3. That promiscuous dancing between the sexes is essentially voluptuous and demoralizing. We are creatures of appetite as well as of reason; as truly flesh and blood as soul and spirit. The sinfulness of our nature shows itself as much by the ascendancy of our carnal lusts as by the more spiritual sins of pride and skepticism. However it may detract from the dignity of our nature, the truth is that constant vigilance is required to preserve us from a base subjection to our sensitive appetites; and no small part of virtue consists in the due regulation of these. In the necessary business of life the danger must be incurred of having our lusts excited; this, however, may be only a part of our spiritual conflict and probation on earth. But there is no such stock of virtue in the world that we may unnecessarily expose it to fierce temptations. If certain popular diversions naturally tend to inflame affections which should be suppressed, how can we but expose the danger? Upon this point I do not wish to be misunderstood: I am far from alleging that all who participate in the dance are occupied with improper associations and feelings. I bring no "railing accusations" against any—it is God’s prerogative to read and judge the heart. Nay, I am glad to believe that very many persons dance, whose purity of thought would instantly repel every unworthy sentiment, so soon as conscious of it. But I do allege that promiscuous dancing inherently tends to suggest ideas utterly inconsistent with that integrity of soul, which alone deserves to be called virtue in any high sense. Nor is it a sufficient answer to say that multitudes dance who are never conscious of any improper associations. It might not be safe for many, whose character is above suspicion, even to themselves to make too nice an analysis of the pleasure they experience in the dance. Perhaps numbers who talk in rapture of the perfect innocence of this diversion would turn away with a shudder if they should discover (what is apparent to many) a refined sensualism hiding its glossy form amid these blandishments; or would dash the bowl from their lips if they could detect, by any moral tests, the residuum of carnality lurking at the bottom. Our feelings of delight are marvellously mixed in this life. Doubtless the multitudes who thronged to admire the exquisite sculpture of Powers, the Greek Slave, as it turned slowly upon its pivot before them, flattered themselves that no other sentiment existed in their minds but that of admiration for a beautiful art; while underlying this, in the case of most, was the delight of feeding a sensuality which was not revolting, simply because it was unconsciously indulged.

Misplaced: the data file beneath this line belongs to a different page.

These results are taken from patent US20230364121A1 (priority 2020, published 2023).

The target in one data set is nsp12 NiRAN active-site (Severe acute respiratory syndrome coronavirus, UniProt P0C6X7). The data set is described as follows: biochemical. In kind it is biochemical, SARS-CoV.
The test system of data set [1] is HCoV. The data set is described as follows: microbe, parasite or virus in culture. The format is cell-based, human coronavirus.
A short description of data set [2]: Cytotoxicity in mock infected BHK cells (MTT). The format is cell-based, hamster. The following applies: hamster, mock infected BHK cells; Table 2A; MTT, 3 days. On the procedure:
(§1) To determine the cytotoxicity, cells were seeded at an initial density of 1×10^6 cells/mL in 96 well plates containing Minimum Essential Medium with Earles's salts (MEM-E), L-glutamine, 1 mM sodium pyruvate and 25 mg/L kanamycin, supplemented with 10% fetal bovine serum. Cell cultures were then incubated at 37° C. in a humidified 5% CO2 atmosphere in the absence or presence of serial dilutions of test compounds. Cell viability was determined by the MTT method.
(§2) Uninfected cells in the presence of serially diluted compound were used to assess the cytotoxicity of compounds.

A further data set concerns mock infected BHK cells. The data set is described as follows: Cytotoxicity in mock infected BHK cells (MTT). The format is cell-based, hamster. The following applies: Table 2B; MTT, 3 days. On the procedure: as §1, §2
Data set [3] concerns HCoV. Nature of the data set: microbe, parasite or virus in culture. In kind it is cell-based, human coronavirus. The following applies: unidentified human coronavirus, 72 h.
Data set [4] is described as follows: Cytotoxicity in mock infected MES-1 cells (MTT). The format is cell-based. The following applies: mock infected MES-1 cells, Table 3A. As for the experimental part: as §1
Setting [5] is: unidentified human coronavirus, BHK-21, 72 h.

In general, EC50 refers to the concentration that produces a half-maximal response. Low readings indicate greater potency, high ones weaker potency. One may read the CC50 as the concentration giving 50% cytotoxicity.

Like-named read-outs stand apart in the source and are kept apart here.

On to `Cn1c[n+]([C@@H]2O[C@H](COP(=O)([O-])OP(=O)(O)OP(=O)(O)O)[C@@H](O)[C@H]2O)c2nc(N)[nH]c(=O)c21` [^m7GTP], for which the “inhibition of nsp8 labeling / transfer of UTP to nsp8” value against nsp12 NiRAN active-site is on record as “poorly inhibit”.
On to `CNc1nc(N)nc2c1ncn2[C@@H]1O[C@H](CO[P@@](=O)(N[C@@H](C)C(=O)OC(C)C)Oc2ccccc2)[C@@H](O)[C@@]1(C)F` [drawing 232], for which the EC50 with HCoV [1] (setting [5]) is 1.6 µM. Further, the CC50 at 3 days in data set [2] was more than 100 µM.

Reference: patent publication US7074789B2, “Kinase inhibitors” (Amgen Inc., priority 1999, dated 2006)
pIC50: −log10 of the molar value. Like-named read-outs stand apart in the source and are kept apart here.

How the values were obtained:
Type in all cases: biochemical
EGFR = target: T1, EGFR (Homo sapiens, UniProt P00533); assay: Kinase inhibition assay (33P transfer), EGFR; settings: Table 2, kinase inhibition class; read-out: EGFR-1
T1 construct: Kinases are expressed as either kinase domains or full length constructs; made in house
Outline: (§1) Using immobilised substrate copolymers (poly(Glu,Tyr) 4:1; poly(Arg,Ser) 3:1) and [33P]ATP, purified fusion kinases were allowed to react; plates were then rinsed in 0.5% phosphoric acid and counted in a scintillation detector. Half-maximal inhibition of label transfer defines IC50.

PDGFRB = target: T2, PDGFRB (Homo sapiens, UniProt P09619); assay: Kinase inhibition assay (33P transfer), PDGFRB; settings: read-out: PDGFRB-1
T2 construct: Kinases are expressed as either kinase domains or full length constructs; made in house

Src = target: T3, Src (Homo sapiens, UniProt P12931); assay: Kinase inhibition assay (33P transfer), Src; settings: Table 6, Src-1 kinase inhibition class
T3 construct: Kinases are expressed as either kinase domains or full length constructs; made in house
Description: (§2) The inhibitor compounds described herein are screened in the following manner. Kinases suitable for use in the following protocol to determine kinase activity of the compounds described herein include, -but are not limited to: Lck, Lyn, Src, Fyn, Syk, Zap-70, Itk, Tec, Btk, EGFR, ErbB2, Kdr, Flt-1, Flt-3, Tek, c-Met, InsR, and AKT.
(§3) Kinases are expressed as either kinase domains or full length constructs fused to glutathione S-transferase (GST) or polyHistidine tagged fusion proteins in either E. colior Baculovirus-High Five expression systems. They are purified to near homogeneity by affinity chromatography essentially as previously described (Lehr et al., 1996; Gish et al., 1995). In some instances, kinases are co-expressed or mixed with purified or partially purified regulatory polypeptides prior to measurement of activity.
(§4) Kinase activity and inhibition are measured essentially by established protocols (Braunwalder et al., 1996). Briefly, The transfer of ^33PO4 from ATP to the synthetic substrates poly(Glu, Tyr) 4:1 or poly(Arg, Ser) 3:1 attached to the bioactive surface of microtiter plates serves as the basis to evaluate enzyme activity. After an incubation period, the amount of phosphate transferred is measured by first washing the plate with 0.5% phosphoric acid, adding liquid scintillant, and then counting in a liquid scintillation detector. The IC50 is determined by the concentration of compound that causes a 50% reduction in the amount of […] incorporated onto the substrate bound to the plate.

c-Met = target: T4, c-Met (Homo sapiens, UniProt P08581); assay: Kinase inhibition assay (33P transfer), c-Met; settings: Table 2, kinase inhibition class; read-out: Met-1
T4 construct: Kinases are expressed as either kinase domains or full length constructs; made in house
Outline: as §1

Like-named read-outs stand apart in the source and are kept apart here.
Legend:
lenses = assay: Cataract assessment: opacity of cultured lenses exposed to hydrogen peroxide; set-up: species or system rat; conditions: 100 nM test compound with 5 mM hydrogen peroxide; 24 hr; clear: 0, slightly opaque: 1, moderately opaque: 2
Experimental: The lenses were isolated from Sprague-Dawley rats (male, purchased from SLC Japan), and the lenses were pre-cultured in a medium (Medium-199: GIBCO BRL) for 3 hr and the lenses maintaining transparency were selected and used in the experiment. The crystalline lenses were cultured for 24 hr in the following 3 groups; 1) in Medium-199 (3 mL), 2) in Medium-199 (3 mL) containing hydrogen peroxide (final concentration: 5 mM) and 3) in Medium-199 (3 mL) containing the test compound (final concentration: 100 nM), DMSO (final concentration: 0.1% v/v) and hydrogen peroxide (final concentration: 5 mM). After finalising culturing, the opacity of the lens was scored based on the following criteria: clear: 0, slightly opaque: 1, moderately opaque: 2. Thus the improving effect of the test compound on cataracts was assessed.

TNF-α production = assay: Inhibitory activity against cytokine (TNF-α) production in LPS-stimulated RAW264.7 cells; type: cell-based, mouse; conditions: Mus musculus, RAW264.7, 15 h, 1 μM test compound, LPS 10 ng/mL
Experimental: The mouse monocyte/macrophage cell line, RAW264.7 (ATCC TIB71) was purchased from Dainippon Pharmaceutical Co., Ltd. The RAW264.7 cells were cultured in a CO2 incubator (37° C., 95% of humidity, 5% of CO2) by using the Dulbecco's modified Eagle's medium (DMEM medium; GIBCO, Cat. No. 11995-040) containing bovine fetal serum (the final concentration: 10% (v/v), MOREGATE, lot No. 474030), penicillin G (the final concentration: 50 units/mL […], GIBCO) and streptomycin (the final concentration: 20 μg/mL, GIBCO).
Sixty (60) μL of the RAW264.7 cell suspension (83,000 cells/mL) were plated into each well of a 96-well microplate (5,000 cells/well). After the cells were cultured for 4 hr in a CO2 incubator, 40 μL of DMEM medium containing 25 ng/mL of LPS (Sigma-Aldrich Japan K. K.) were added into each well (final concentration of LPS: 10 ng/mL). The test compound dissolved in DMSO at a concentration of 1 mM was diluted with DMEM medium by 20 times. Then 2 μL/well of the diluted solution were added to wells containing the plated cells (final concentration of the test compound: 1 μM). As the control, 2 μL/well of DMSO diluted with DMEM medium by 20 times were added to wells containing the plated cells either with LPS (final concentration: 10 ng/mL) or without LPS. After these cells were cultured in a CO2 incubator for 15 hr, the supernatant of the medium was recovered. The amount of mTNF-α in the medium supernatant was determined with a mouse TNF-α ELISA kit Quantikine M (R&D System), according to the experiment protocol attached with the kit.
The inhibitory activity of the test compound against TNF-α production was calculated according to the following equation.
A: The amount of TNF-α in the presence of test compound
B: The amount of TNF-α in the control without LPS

If the dance has no vicious tendencies, how does it happen that it uniformly and speedily degenerates, so soon as the moral sentiment slackens which presses from without? How comes it that, even in communities where the Gospel lifts its voice, and therefore virtue has a sure abode, the waltz so extensively prevails? a species of dance I do not hesitate thus publicly to denounce as undisguisedly licentious. The liberties, too, taken in the dance are such as can hardly be safe, even when sanctioned by the sacred laws of kindred and of tender friendship. And it seems strange to us that a freedom, which, if indulged in ordinary intercourse, would be chastised as impertinence, should be allowed in the public assembly, and even to perfect strangers. Take human nature as it is, fallen and depraved, and subject to the domination of wicked passions, and judge ye whether the concomitants of the dance are not as dangerous to it as the smoking brand to a magazine of powder. The ball-room dress, not generally such as a severe taste would approve—the electric touch of the hand—the fascination of the eye—the excitement of physical motion—the gay confusion of sounds—the bewildering glare of light, act powerfully upon the senses, and occasion a vague and wild delight, into the source of which there is little opportunity to examine. What aggravates the evil still more, is, that the persons who are chiefly subjected to this severe ordeal are the least able to abide it. At no period of life is it so difficult to stem the current of appetite, as when the passions begin to develop, and, in all the freshness of novelty, fill the mind with images of pleasure. The young are the very last who should be surrendered to such a trial. It is just the season when sense and appetite enter the lists against reason and principle—just the season when the lusts of the heart rise up from their lair, hungry as young lions, and the judgment is untrained by experience—just the season when the die is cast for life—and just the season when every evil thought leaves a stain upon the soul indelible forever In short, if the dance has not worked out its worst results amongst us, it is because Christianity will not close her jealous eye nor hush her warning voice. Let these Bibles be closed—these pulpits be silent—the voice of weeping intercession, now heard between the porch and the altar, be stifled—let no banner be lifted up by the Spirit of the Lord—and the tide of profligacy and vice will sweep on, until religion and common morals shall go down together beneath their gloomy waves.